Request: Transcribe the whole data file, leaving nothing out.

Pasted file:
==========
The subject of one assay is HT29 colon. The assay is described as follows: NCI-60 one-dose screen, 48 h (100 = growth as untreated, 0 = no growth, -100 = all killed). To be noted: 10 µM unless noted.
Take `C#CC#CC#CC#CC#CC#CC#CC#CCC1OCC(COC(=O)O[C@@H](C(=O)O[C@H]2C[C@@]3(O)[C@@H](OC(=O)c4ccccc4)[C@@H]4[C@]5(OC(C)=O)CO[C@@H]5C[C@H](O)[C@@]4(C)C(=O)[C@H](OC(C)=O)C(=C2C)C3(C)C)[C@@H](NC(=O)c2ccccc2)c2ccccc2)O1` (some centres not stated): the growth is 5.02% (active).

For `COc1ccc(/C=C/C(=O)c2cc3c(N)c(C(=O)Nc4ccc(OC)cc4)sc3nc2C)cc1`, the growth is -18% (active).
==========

The subject of one assay is HT29 colon. The assay is described as follows: NCI-60 one-dose screen, 48 h (100 = growth as untreated, 0 = no growth, -100 = all killed). To be noted: 10 µM unless noted.
Take `C#CC#CC#CC#CC#CC#CC#CC#CCC1OCC(COC(=O)O[C@@H](C(=O)O[C@H]2C[C@@]3(O)[C@@H](OC(=O)c4ccccc4)[C@@H]4[C@]5(OC(C)=O)CO[C@@H]5C[C@H](O)[C@@]4(C)C(=O)[C@H](OC(C)=O)C(=C2C)C3(C)C)[C@@H](NC(=O)c2ccccc2)c2ccccc2)O1` (some centres not stated): the growth is 5.02% (active).

For `COc1ccc(/C=C/C(=O)c2cc3c(N)c(C(=O)Nc4ccc(OC)cc4)sc3nc2C)cc1`, the growth is -18% (active).